Louisiana has a huge maritime industry. With many miles of coast along the Gulf of Mexico, plus the Mississippi River delta, and other canals and waterways, the state is a big player in commercial fishing, shipping, and offshore gas and oil. The state has numerous small ports and a few larger ones like the Port of Fourchon, the Port of New Orleans, and the largest, the Port of South Louisiana The Port of Fourchon largely serves the offshore drilling industry, while he Port of New Orleans, the sixth largest in the country, serves cargo shipping and cruise lines. The Port of South Louisiana is the largest in the western hemisphere by tonnage of cargo.
The maritime industry in the state is thriving, but it’s also a dangerous business. From the ships and barges to the port areas and the offshore oil rigs and platforms, these are hazardous workplaces. If you work in the industry, in any of these environments, you may need a Louisiana maritime lawyer. A lawyer specializing in maritime law can help you get compensation after an on-the-job accident. Getting back to work and back to normal life with an injury is tough and expensive. Let a good lawyer help you get the money you need to get back on your feet.
The Ports of Louisiana
The Gulf of Mexico is a huge oil-producing region. A significant portion of the country’s petroleum products come from the bottom of the Gulf and it is dotted with oil rigs and platforms. Port Fourchon serves over 90 percent of this industry and there are more than 600 platforms right around the port. Over 1.5 million barrels of oil go through the port’s pipelines each day and more than 250 companies use the services of the port. In addition to oil shipping and transportation, Fourchon has an airport that ferries workers to and from oil platforms.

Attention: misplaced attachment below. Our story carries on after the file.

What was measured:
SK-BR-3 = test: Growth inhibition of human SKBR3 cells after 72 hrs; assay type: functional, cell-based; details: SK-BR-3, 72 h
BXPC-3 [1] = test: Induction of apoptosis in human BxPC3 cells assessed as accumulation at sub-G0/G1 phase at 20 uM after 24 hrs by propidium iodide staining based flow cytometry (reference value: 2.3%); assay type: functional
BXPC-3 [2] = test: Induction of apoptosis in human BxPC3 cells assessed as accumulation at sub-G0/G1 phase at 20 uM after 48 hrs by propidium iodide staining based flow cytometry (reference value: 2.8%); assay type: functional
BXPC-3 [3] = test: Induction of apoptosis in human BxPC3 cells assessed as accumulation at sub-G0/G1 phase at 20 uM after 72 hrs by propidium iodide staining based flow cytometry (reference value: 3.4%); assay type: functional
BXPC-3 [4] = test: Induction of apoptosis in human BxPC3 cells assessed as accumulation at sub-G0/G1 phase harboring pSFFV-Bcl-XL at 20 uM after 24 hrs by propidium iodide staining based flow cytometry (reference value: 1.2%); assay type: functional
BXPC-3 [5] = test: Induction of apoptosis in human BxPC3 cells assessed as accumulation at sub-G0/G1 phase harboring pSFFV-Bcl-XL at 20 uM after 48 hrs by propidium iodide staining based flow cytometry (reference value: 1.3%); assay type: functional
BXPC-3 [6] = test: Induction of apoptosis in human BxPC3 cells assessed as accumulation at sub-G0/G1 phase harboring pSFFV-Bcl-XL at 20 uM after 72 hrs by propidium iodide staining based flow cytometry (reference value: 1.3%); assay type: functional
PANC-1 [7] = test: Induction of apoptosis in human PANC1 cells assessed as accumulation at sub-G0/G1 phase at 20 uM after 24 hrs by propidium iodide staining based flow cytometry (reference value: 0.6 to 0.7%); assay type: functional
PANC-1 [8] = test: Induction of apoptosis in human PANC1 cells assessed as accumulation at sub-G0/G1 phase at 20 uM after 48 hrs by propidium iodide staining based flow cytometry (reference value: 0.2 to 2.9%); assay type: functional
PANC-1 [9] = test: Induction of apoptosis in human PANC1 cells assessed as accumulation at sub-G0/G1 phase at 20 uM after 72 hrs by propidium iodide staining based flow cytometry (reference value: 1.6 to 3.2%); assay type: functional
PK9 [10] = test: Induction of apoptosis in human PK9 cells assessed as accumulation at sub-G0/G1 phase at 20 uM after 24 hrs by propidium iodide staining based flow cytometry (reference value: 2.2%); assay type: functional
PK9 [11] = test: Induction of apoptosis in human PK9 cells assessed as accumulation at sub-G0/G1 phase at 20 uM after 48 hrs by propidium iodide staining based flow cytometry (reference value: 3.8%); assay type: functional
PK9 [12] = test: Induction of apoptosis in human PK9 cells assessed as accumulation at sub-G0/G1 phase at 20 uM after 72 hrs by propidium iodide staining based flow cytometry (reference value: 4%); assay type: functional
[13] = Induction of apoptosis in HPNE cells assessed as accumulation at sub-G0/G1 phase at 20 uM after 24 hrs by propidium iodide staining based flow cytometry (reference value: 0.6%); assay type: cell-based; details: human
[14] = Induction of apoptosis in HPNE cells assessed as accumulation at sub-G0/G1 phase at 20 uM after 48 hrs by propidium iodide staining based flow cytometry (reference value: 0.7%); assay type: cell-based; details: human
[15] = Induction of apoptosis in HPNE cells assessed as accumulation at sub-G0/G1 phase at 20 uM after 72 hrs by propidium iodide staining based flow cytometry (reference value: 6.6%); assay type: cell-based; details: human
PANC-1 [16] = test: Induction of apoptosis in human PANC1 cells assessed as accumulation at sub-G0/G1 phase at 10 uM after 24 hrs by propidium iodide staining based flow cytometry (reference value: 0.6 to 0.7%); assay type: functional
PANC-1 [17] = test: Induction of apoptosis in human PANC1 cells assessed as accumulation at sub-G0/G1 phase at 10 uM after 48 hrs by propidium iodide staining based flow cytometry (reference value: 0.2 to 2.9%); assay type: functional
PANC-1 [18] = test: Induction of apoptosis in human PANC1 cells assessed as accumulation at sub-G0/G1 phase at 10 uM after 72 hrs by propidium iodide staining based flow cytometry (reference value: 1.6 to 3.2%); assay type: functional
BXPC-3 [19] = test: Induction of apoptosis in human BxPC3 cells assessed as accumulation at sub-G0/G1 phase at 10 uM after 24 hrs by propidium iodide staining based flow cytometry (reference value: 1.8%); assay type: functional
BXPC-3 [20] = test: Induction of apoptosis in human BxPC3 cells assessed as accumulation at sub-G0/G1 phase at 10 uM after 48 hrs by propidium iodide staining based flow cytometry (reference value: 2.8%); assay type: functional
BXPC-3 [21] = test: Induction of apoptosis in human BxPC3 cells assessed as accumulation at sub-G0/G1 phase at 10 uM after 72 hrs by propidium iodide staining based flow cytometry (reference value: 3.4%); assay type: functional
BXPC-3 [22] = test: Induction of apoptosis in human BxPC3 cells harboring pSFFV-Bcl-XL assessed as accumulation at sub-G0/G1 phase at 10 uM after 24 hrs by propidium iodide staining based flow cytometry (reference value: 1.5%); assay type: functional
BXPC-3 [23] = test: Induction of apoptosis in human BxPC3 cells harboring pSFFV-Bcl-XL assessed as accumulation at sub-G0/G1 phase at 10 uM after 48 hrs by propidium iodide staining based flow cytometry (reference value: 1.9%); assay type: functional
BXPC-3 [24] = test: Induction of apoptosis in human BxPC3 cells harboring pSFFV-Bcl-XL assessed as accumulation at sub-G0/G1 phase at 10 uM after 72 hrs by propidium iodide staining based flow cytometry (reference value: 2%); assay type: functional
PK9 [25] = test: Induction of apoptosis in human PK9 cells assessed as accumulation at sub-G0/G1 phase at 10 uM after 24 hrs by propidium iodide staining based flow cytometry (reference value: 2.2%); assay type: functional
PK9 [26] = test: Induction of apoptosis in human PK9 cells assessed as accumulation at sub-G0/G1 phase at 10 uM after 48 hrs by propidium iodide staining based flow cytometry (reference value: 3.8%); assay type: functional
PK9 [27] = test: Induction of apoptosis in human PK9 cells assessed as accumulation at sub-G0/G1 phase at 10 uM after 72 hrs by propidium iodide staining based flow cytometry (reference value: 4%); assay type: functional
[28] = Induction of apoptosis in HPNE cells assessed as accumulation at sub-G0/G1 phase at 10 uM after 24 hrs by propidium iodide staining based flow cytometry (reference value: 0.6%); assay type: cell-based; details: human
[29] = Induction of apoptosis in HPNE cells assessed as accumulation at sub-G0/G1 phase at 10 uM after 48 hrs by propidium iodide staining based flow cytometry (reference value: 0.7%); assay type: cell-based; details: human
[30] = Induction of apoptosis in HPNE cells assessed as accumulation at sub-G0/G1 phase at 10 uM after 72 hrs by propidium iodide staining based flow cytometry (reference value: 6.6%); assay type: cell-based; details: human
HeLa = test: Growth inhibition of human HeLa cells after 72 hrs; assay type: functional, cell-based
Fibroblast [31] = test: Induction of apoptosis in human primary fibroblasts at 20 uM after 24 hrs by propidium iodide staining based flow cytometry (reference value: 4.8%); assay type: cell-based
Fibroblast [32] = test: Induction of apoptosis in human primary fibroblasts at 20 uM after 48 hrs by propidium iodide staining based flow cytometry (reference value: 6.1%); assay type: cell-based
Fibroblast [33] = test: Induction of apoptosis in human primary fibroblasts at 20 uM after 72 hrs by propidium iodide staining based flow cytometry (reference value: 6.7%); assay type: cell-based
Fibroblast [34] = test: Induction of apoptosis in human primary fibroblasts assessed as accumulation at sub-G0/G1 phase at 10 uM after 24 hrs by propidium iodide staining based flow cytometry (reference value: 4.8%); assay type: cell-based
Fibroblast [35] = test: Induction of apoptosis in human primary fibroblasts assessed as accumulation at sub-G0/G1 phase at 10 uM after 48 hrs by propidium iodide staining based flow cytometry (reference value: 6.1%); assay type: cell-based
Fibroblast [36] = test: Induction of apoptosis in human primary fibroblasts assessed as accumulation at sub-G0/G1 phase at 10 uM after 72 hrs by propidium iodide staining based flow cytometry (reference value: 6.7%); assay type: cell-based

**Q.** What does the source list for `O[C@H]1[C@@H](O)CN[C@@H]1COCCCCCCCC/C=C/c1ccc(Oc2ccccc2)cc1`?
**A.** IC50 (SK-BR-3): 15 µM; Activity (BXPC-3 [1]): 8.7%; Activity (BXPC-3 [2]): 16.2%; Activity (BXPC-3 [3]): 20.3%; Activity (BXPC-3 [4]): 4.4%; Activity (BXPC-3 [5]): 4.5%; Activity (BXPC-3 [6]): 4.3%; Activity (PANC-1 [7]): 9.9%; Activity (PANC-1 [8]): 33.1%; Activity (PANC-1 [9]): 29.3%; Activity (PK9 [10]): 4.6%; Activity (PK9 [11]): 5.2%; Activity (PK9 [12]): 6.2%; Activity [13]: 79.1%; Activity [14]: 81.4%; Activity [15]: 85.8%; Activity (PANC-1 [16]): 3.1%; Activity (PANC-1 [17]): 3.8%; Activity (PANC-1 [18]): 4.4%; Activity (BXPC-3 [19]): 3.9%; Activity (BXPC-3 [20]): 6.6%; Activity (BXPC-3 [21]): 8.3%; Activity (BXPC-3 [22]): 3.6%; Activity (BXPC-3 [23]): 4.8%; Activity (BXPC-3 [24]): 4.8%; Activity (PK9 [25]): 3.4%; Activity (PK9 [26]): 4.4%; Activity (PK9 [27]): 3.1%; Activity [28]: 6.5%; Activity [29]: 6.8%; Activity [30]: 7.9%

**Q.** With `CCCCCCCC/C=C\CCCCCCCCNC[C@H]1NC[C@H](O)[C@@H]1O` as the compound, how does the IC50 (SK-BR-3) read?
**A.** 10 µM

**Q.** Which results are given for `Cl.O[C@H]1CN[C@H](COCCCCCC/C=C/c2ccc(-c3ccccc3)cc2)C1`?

The Port of New Orleans is the second largest port in the state and the sixth largest in the country. It is a multi-purpose port with connections to interstates and six railroads for transporting cargo. This huge port has more than 20 million square feet devoted to handling cargo and three million square feet for storage. There are six cargo terminals, several container cranes, and plenty of berth space for big cargo ships. The port also has industrial real estate space and cruse terminals serving more than one million passengers every year.
In La Place, Louisiana is the state’s largest port, the Port of South Louisiana. It covers 54 miles of coastline and is the largest port by tonnage in the western hemisphere. This is a major center for importing and exporting and handles the majority of grain grown in the entire Midwest region. Major imports here include fruits and vegetables, coffee, rubber, and steel.
Louisiana Maritime Accidents
With such a big maritime industry, the state has seen its share of accidents on ships, on platforms, and in the ports. From collisions between ships and with bridges, to onboard fires, platform accidents, and incidents with cranes and cargos in ports, the accidents that occur in the maritime industry can range from mild to severe. Many workers are hurt each year in accidents that could have been prevented. It is an inherently risky and dangerous type of work, but precautions can save lives by preventing accidents. Accidents not only injure workers, but they can be deadly too. Workplace fatalities are not unheard of in fishing, oil drilling, and in port areas.
All maritime jobs are dangerous, but the one that leads to the most accident, injuries, and fatalities, is commercial fishing. Fishermen face bad weather, rough water conditions, dangerous fishing equipment, and long, grueling work hours. In one example of how fishing can go wrong, a vessel capsized in September of 2014 off the coast of Louisiana. The fishermen were trawling in the gulf when the ship turned over and two crew members were lost and presumed dead. A third was injured. The incident was blamed on the inappropriate use of trawling equipment, which made the vessel unsteady while maneuvering in the water.